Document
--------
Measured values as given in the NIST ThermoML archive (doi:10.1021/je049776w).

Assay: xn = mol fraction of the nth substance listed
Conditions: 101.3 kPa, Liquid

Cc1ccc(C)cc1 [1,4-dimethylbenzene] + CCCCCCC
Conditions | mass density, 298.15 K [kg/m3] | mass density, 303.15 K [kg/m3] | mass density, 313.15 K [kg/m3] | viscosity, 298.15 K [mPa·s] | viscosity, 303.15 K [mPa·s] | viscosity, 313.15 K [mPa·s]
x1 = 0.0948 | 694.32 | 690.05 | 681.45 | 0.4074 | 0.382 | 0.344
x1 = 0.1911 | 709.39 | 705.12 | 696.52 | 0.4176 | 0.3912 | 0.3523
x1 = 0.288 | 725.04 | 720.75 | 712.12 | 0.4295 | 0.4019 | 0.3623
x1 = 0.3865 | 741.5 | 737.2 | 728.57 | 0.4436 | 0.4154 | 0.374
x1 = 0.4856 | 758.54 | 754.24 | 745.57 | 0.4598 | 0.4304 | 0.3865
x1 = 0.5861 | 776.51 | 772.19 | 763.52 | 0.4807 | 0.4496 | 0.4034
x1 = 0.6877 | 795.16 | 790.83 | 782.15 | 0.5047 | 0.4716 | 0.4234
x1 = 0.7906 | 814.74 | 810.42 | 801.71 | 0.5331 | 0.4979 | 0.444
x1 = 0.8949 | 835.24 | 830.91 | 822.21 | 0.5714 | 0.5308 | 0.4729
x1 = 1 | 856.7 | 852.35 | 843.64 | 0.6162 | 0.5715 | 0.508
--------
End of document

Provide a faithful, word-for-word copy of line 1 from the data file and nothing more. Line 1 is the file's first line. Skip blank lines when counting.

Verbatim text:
Measured values as given in the NIST ThermoML archive (doi:10.1021/je049776w).